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Northern Institute

Northern Institute Governance


Northern Institute Advisory Committee 

The Northern Institute Advisory Committee (NIAC) assists the Northern Institute’s mission to undertake significant and high-quality interdisciplinary research, encourage and support local, national and international partnerships, enable public intellectual commentary, expand regional capacity that leads research of significance and realise the region's potential.

The Northern Institute Advisory Committee provides overarching advice to the Director regarding the Northern Institute’s strategic research directions and connections. This advice informs the Northern Institute’s research planning and development activities, which the Advisory Committee monitors.

NIAC members

The current members are:

The Honourable Sally Thomas AC
The Honourable Sally Thomas AC

Her Honour the Honourable Sally Thomas AC first came to the Northern Territory in 1978 to take up an appointment as Stipendiary Magistrate. Her Honour served as Magistrate and then Chief Magistrate of the Northern Territory from 1986 to 1992. Her Honour was appointed a Justice of the Supreme Court of the Northern Territory from 1992 to 2009; the first female Judge in the Northern Territory. 

Her Honour has a strong interest in the tertiary education of Territorians and was a Deputy Chairman of the Northern Territory College of Queensland University and then a Member of the Northern Territory University Council from 1989 to 2003. In 2003, Her Honour was appointed to the Council of Charles Darwin University and elected Deputy Chancellor. Successively in 2010, Her Honour was appointed Chancellor of the University, a position she held until 2016.

In October 2011, Her Honour was sworn in as the 20th and first female Administrator of the Northern Territory. Her term concluded in October 2014.

In January 2014, Her honour was named a Companion of the Order of Australia for eminent service to the people of the Northern Territory, particularly to the judiciary and social justice, to the advancement of women in the legal profession, to youth, and to the promotion and development of tertiary education.

Professor Peter Sköld
Professor Peter Sköld
Umeå University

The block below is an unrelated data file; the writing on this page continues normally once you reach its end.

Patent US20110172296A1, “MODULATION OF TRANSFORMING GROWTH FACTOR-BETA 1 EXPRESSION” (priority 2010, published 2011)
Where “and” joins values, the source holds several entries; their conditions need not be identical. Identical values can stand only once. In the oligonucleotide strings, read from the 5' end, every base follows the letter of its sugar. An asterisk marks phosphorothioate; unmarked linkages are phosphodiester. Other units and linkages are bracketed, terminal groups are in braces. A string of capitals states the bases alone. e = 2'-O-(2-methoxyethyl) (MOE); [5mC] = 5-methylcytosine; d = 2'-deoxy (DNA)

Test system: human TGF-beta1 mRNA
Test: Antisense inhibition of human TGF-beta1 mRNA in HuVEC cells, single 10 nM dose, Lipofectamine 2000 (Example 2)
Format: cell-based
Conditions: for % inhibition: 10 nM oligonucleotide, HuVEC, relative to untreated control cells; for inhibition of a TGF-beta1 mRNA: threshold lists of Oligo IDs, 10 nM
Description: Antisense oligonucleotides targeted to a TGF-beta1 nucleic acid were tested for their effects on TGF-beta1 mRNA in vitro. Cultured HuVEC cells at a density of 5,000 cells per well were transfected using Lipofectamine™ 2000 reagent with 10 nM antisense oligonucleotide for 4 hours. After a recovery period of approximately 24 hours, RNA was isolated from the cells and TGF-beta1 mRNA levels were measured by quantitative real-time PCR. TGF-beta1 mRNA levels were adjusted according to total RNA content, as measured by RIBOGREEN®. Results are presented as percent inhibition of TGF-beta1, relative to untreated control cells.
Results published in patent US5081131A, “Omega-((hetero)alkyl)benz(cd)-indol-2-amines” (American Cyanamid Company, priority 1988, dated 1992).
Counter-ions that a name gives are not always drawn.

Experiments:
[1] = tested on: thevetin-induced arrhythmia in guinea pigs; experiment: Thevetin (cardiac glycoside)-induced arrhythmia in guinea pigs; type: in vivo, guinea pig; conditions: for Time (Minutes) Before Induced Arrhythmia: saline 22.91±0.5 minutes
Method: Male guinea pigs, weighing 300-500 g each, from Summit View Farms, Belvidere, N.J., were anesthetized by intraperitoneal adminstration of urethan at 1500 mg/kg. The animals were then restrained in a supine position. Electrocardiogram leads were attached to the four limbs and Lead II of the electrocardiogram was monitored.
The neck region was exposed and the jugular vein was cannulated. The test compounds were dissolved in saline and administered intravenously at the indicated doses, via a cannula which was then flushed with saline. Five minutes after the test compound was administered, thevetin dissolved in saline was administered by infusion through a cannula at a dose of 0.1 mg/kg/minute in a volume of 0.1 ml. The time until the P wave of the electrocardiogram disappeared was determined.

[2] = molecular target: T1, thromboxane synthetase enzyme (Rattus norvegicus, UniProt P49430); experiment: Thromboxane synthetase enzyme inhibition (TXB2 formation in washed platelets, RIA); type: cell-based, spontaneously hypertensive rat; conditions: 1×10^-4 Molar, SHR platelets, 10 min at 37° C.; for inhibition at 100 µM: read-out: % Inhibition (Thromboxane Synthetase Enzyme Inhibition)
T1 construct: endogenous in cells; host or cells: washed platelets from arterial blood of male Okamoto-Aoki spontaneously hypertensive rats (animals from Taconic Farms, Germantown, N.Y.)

Peter Sköld is a professor in history, Sami culture and society development at Umeå University, Sweden. He is the director of the Centre for Arctic Research, and senior researcher at Vaartoe – Centre for Sami Research.

Sköld’s research profile includes historical demography, population statistics, indigenous health transitions and northern cultures. He has an extensive list of publications, and is the editor of fifteen books and author of five monographies. He was one of the authors of Arctic Human Development Report II and this year he was co-author of an article on indigenous health that was published in The Lancet. Peter Sköld has an active engagement in Arctic research planning, in stakeholder cooperation, and international collaboration.

He has been responsible for organizing 60 conferences and workshops and is a promotor of popular science. He has appeared more than 100 times in radio and television. Sköld is president of International Arctic Social Sciences Association (IASSA), vice chair for WG Human and Social Sciences in the International Arctic Science Committee (IASC), and member of the Borad of Governors of the University of the Arctic. He is also a member of the Arctic Council Culture, Economy and Geography Expert Group.

In 2015 Peter Sköld was appointed Honorary Consul of Västerbotten to Latvia and this year he became official Climate Ambassador of Västerbotten. He is also 2014-2018 Sköld is co-scientific leader of the 4,5 million Euro project New Governance for Sustainable Development in the European Arctic, involving 35 researchers.

Professor Lenore Manderson
Professor Lenore Manderson